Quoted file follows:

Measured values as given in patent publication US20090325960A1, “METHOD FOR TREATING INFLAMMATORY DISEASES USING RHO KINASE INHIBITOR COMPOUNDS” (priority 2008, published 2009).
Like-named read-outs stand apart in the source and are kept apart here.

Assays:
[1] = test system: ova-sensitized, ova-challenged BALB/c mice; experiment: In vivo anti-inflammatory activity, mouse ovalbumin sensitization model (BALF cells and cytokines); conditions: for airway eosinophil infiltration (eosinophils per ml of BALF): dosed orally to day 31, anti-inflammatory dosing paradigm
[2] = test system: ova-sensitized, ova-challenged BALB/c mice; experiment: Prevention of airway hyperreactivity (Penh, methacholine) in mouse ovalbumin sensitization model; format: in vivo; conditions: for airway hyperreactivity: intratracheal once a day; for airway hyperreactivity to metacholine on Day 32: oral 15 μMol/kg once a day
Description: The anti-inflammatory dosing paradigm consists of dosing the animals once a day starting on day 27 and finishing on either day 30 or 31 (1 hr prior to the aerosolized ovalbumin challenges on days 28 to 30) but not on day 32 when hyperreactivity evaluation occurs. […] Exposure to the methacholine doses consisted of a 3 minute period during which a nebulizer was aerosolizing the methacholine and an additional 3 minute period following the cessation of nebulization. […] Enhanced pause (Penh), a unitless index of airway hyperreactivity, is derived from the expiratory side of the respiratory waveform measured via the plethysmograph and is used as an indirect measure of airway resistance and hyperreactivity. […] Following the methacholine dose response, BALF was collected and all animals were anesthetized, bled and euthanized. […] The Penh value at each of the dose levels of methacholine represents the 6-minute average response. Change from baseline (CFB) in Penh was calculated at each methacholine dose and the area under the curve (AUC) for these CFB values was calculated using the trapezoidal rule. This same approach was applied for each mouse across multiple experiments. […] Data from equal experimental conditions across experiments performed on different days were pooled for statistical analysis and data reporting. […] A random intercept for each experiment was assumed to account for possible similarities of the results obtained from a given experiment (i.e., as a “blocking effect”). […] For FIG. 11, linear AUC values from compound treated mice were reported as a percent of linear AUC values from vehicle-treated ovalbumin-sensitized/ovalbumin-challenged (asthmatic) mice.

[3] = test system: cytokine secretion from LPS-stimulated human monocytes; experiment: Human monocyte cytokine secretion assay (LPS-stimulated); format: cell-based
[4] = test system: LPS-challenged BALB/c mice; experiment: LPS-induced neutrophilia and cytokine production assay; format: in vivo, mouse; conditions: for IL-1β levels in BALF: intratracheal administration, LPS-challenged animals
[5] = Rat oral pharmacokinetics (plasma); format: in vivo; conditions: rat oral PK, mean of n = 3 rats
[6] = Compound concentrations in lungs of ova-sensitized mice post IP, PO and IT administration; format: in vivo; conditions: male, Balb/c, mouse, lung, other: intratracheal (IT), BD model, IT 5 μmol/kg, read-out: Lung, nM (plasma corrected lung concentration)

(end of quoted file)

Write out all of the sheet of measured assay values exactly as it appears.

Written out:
Measured values as given in patent publication US20090325960A1, “METHOD FOR TREATING INFLAMMATORY DISEASES USING RHO KINASE INHIBITOR COMPOUNDS” (priority 2008, published 2009).
Like-named read-outs stand apart in the source and are kept apart here.

Assays:
[1] = test system: ova-sensitized, ova-challenged BALB/c mice; experiment: In vivo anti-inflammatory activity, mouse ovalbumin sensitization model (BALF cells and cytokines); conditions: for airway eosinophil infiltration (eosinophils per ml of BALF): dosed orally to day 31, anti-inflammatory dosing paradigm
[2] = test system: ova-sensitized, ova-challenged BALB/c mice; experiment: Prevention of airway hyperreactivity (Penh, methacholine) in mouse ovalbumin sensitization model; format: in vivo; conditions: for airway hyperreactivity: intratracheal once a day; for airway hyperreactivity to metacholine on Day 32: oral 15 μMol/kg once a day
Description: The anti-inflammatory dosing paradigm consists of dosing the animals once a day starting on day 27 and finishing on either day 30 or 31 (1 hr prior to the aerosolized ovalbumin challenges on days 28 to 30) but not on day 32 when hyperreactivity evaluation occurs. […] Exposure to the methacholine doses consisted of a 3 minute period during which a nebulizer was aerosolizing the methacholine and an additional 3 minute period following the cessation of nebulization. […] Enhanced pause (Penh), a unitless index of airway hyperreactivity, is derived from the expiratory side of the respiratory waveform measured via the plethysmograph and is used as an indirect measure of airway resistance and hyperreactivity. […] Following the methacholine dose response, BALF was collected and all animals were anesthetized, bled and euthanized. […] The Penh value at each of the dose levels of methacholine represents the 6-minute average response. Change from baseline (CFB) in Penh was calculated at each methacholine dose and the area under the curve (AUC) for these CFB values was calculated using the trapezoidal rule. This same approach was applied for each mouse across multiple experiments. […] Data from equal experimental conditions across experiments performed on different days were pooled for statistical analysis and data reporting. […] A random intercept for each experiment was assumed to account for possible similarities of the results obtained from a given experiment (i.e., as a “blocking effect”). […] For FIG. 11, linear AUC values from compound treated mice were reported as a percent of linear AUC values from vehicle-treated ovalbumin-sensitized/ovalbumin-challenged (asthmatic) mice.

[3] = test system: cytokine secretion from LPS-stimulated human monocytes; experiment: Human monocyte cytokine secretion assay (LPS-stimulated); format: cell-based
[4] = test system: LPS-challenged BALB/c mice; experiment: LPS-induced neutrophilia and cytokine production assay; format: in vivo, mouse; conditions: for IL-1β levels in BALF: intratracheal administration, LPS-challenged animals
[5] = Rat oral pharmacokinetics (plasma); format: in vivo; conditions: rat oral PK, mean of n = 3 rats
[6] = Compound concentrations in lungs of ova-sensitized mice post IP, PO and IT administration; format: in vivo; conditions: male, Balb/c, mouse, lung, other: intratracheal (IT), BD model, IT 5 μmol/kg, read-out: Lung, nM (plasma corrected lung concentration)